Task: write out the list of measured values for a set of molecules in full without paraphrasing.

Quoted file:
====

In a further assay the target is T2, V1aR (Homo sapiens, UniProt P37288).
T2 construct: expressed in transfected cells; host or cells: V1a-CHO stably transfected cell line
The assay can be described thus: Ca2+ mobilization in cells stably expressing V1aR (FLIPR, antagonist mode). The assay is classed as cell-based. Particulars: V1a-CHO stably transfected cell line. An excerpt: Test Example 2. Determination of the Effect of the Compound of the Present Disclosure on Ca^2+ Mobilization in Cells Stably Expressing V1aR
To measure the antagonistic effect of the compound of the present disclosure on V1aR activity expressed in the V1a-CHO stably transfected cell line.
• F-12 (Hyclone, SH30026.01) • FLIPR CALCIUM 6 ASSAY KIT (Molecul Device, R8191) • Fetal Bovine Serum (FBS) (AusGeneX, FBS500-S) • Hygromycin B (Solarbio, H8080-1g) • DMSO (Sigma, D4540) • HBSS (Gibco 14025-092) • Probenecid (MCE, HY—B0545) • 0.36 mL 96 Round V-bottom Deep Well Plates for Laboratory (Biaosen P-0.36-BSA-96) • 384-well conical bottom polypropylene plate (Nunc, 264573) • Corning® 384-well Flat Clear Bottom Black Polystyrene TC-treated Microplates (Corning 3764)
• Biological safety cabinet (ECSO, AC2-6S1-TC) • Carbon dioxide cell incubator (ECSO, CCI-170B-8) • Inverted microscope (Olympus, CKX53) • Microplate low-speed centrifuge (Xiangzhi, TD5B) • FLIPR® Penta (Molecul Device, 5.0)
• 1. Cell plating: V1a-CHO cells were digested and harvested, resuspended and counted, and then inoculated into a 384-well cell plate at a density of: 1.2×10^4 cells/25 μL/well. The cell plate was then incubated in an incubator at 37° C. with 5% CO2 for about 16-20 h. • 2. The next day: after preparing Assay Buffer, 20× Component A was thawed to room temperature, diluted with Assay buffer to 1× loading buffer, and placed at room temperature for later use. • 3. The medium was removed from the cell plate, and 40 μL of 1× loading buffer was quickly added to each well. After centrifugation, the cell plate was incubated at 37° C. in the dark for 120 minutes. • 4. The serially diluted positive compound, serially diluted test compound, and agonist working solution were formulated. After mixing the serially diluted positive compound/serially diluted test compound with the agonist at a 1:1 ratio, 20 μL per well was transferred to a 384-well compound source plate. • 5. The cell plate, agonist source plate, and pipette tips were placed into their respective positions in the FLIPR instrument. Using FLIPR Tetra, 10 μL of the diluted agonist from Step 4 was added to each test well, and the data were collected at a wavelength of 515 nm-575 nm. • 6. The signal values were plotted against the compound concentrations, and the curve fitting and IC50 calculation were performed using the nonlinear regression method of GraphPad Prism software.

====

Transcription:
In a further assay the target is T2, V1aR (Homo sapiens, UniProt P37288).
T2 construct: expressed in transfected cells; host or cells: V1a-CHO stably transfected cell line
The assay can be described thus: Ca2+ mobilization in cells stably expressing V1aR (FLIPR, antagonist mode). The assay is classed as cell-based. Particulars: V1a-CHO stably transfected cell line. An excerpt: Test Example 2. Determination of the Effect of the Compound of the Present Disclosure on Ca^2+ Mobilization in Cells Stably Expressing V1aR
To measure the antagonistic effect of the compound of the present disclosure on V1aR activity expressed in the V1a-CHO stably transfected cell line.
• F-12 (Hyclone, SH30026.01) • FLIPR CALCIUM 6 ASSAY KIT (Molecul Device, R8191) • Fetal Bovine Serum (FBS) (AusGeneX, FBS500-S) • Hygromycin B (Solarbio, H8080-1g) • DMSO (Sigma, D4540) • HBSS (Gibco 14025-092) • Probenecid (MCE, HY—B0545) • 0.36 mL 96 Round V-bottom Deep Well Plates for Laboratory (Biaosen P-0.36-BSA-96) • 384-well conical bottom polypropylene plate (Nunc, 264573) • Corning® 384-well Flat Clear Bottom Black Polystyrene TC-treated Microplates (Corning 3764)
• Biological safety cabinet (ECSO, AC2-6S1-TC) • Carbon dioxide cell incubator (ECSO, CCI-170B-8) • Inverted microscope (Olympus, CKX53) • Microplate low-speed centrifuge (Xiangzhi, TD5B) • FLIPR® Penta (Molecul Device, 5.0)
• 1. Cell plating: V1a-CHO cells were digested and harvested, resuspended and counted, and then inoculated into a 384-well cell plate at a density of: 1.2×10^4 cells/25 μL/well. The cell plate was then incubated in an incubator at 37° C. with 5% CO2 for about 16-20 h. • 2. The next day: after preparing Assay Buffer, 20× Component A was thawed to room temperature, diluted with Assay buffer to 1× loading buffer, and placed at room temperature for later use. • 3. The medium was removed from the cell plate, and 40 μL of 1× loading buffer was quickly added to each well. After centrifugation, the cell plate was incubated at 37° C. in the dark for 120 minutes. • 4. The serially diluted positive compound, serially diluted test compound, and agonist working solution were formulated. After mixing the serially diluted positive compound/serially diluted test compound with the agonist at a 1:1 ratio, 20 μL per well was transferred to a 384-well compound source plate. • 5. The cell plate, agonist source plate, and pipette tips were placed into their respective positions in the FLIPR instrument. Using FLIPR Tetra, 10 μL of the diluted agonist from Step 4 was added to each test well, and the data were collected at a wavelength of 515 nm-575 nm. • 6. The signal values were plotted against the compound concentrations, and the curve fitting and IC50 calculation were performed using the nonlinear regression method of GraphPad Prism software.